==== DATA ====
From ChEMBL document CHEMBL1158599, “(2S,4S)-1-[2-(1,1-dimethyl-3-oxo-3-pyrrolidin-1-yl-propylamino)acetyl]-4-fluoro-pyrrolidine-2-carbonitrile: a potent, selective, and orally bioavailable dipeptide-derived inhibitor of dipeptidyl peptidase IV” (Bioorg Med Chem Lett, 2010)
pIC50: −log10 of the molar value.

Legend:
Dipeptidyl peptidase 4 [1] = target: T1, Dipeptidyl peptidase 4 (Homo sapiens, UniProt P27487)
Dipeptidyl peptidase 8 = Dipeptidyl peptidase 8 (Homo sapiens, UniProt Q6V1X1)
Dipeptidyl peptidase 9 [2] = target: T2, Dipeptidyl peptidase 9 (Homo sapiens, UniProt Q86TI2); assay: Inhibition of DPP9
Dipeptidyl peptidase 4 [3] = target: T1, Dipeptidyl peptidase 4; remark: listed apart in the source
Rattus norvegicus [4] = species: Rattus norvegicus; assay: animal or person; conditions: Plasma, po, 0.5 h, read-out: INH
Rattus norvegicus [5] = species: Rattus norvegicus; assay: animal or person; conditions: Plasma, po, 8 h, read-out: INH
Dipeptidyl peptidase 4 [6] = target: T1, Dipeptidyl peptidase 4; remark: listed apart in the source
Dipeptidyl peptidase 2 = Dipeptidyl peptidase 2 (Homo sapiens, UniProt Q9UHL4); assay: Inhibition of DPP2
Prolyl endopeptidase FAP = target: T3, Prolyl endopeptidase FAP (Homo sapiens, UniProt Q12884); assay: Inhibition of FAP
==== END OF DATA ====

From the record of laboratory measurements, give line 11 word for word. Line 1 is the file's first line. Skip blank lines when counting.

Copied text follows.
Dipeptidyl peptidase 2 = Dipeptidyl peptidase 2 (Homo sapiens, UniProt Q9UHL4); assay: Inhibition of DPP2